Stressors, Ergogenic Aids and Training Loads

Training Basics

Training always involves balancing stress and recovery. A stress is applied to the system, the stress results in a deviation from homeostasis, acting as a stimulus for cellular signaling that leads to adaptation. This adaptation will leave the system better able to cope with the stimulus in the future (demand for ATP, substrate transport, muscle recruitment, etc).

Generally, there is a dose-response to training so that the more training stress or training load encountered, the greater the signal and response to adapt. For example, if you had two groups of college kids, one group ran 10 miles per week (mpw) and the other group ran 30 mpw - after 10 weeks, the group that ran 30 mpw will likely outperform and/or show greater improvement over the 10 mpw group. Why? Because the 30 mpw group accumulated a greater training load resulting in a greater response.

Of course, that's a very simple example. When it comes to training at a higher level - more is not always better. The athlete who runs or rides the greatest number of miles per week does not always win. Instead, there has to be a balance of stress and recovery - a balance of stimuli contributing to perturbations from homeostasis and factors that can either prevent perturbations in the first place or time to return the system to homeostasis.

Ramping up the Signal
There are several strategies that are being used now to either enhance the signal or increase the training load. What's interesting is that these strategies use entirely different approaches. While training in a hot, high altitude environment will result in a decrease in training load, it may enhance cellular signaling leading to favorable adaptations. Same with training in a glycogen depleted state or with high levels of mental fatigue - training load will be reduced. At least in the acute phase, these strategies are anything but "ergogenic."

Altitude/Heat training
Training is a glycogen depleted or fasted state, low carb diets
Mental fatigue

Increasing the Training Load
Then there are those supplements and strategies that are ergogenic:

Carbohydrate supplementation
Supplemental O2

Yes, there are plenty others - you could consider water an ergogenic aid.

If you think about it, these strategies can help prevent or delay disturbances. Beta-alanine can buffer H+; creatine provides substrate for ATP resynthesis; supplemental O2 prevents declines in O2 saturation at high intensities; carbohydrate prevents declines in muscle glycogen/blood glucose, etc. By preventing disturbances, these strategies and supplements can increase the amount of work an athlete can complete - increasing the training load an athlete experiences.

Balancing the Stressors
On the one hand, the system needs to experience perturbations - and these deviations from the norm can be enhanced by the strategies in the first category. On the other hand, these strategies may decrease the training load that individuals can accumulate. For example, a runner will not be able to complete as many intervals at a given pace in a hot environment while in a glycogen depleted state as a runner in a cool environment, sipping on a CHO beverage a few hours after a high carbohydrate breakfast.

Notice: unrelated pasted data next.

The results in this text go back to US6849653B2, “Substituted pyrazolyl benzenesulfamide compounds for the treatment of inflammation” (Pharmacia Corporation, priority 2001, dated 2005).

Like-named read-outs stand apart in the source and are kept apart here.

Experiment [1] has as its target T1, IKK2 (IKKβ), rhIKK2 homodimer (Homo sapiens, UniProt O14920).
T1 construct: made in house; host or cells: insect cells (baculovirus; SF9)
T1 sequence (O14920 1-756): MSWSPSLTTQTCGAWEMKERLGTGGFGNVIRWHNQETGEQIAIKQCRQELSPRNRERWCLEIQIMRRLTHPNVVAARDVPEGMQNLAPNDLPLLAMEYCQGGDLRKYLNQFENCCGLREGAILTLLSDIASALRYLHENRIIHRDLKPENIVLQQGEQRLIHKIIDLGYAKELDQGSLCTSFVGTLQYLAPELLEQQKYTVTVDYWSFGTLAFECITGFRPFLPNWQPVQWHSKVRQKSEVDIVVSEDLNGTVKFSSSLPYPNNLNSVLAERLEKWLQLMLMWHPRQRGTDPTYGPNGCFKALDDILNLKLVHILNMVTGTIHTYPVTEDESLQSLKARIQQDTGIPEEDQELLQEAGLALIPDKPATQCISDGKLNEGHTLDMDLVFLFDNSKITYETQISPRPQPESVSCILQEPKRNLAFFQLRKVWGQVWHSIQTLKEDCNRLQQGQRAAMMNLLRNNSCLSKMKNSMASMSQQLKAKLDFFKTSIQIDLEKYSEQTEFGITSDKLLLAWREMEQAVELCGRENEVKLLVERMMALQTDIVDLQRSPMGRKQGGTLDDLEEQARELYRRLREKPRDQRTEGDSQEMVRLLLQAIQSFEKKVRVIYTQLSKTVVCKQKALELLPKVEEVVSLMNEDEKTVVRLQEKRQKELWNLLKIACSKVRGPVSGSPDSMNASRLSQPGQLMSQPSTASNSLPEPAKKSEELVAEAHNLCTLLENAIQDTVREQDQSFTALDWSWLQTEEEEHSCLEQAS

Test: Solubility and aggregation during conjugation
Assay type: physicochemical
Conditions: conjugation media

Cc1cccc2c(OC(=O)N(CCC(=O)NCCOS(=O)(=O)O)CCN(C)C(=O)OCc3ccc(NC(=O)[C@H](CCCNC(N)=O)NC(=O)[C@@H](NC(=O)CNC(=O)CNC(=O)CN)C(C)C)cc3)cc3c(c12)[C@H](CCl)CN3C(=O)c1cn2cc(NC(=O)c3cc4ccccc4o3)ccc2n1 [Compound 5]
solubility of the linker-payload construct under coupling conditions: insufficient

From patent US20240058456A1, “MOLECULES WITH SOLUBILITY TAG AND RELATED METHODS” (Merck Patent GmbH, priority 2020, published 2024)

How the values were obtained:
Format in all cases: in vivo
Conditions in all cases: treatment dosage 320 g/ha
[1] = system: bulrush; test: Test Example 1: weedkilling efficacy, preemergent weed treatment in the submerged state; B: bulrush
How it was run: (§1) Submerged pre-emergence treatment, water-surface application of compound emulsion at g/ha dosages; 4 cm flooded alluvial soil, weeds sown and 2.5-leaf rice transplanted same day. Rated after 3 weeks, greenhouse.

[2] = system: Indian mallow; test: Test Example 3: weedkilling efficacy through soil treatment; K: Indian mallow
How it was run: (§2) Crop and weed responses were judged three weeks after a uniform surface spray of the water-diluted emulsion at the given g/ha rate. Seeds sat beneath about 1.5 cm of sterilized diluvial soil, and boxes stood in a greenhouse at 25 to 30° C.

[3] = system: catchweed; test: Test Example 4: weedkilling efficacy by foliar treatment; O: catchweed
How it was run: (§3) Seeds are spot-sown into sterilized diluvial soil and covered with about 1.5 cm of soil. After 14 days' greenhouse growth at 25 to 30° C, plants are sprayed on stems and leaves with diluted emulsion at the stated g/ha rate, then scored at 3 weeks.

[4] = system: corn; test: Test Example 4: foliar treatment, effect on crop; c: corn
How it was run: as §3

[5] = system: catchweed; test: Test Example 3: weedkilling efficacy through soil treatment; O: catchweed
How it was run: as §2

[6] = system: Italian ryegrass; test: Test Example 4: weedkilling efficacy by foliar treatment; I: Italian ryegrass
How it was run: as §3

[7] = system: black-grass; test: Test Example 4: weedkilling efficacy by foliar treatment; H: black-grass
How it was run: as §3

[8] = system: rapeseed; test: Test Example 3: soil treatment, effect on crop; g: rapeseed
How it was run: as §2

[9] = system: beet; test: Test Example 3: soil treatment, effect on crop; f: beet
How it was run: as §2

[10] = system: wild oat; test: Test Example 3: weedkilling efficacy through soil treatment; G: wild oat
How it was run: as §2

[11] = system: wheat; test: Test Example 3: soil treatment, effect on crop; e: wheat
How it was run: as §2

What's more important? Inflating the training load with the help of these "ergogenic strategies" and supplements or maximizing metabolic stress while potentially decreasing training load?

Even if you take every precaution, can you really prevent perturbations from homeostasis and inhibit adaptation? Especially in elite athletes who know how to push themselves to their limits. Even if an athlete supplements with carbohydrate, he/she my still experience glycogen depletion - but after accumulating a greater training load.

And let's not forget that mechanical stress can also be a trigger for adaptation and by limiting training load, you limit mechanical stress.

In my research at Appalachian State, we looked at the effect of different oxygen concentrations on training intensity and performance at simulated altitude. Athletes completed intervals on a cycle ergometer in  either hypoxic or hyperoxic conditions. Predictably, those training under hypoxic conditions cycled at a significantly lower power output (expressed as a percentage of their peak power output). At the end of the 3 week study, those who had trained at greater power outputs, under hyperoxic conditions, improved the most in a time trial at simulated altitude. Why? One reason could be because they were able to accumulate a greater training load by riding at higher intensities. Their muscles would also have experienced greater mechanical stress while training.

From a psychological standpoint, I think it would be best not to train your athletes under additional stress (at least not without lowering their expections). When an athlete sees slow slow splits and struggles to complete the workout or cover the distance, that athlete will be mentally defeated - perhaps that defeat could have been prevented had the coach not been focused on maximizing metabolic stress. Wouldn't you rather have an athlete leave a workout satisfied and feeling as though it came easily?

I'm not here to say one way is right and the other is wrong. Different strategies may be appropriate at different times. Coaches and athletes need to be able to recognize this.

Further reading:


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